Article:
This seminar will address a number of emerging legal theories under which data and other non-copyrightable subject matter may be protected under U.S. law, and ways in which the traditional IP categories of copyright, patent and trademark law are evolving in light of changing technological circumstances. Recent U.S. cases applying contract principles, conversion, common law trespass to chattels, and "hot news" misappropriation will be analyzed, with a particular focus on the issue of preemption under sec. 301 of the Copyright Act. Federal statutory protection under the Computer Fraud and Abuse Act will also be discussed.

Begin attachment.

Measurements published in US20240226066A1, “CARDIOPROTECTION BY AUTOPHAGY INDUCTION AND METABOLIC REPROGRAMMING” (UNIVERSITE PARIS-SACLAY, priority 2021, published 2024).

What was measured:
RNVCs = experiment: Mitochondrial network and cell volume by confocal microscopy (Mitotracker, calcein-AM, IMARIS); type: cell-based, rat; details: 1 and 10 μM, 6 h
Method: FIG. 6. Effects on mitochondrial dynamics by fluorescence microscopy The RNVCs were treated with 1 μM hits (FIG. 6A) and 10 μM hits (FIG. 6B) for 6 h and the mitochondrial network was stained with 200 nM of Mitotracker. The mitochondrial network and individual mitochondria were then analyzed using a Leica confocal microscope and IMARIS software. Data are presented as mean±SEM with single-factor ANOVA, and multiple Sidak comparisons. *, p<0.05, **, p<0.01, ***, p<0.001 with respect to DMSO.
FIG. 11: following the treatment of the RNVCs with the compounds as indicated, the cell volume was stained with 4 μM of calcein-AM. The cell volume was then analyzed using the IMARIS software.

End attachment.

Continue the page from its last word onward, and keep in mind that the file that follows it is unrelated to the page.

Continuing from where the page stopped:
As to each alternative approach, the seminar will first review relevant decisions, statutes and scholarly articles in an effort define the scope of protection available (what may be protected), the underlying rationale (why and to whom such protection might be beneficial), the advantages and disadvantages of such protection relative to other possible approaches, and the possible policy implications of restricting the circulation of materials that traditional I.P. doctrines have left largely unregulated. Invited guests from academia and private practice will add their practical and theoretical insights to the discussion on many occasions, In weeks 11, 12 and 13 each student will present a draft paper for discussion and critique, on a topic drawn from the assigned readings. A final written version of the paper will be due at the end of the semester. Grades will be determined by each student's class participation, oral presentation, and final paper. Major writing credit is available.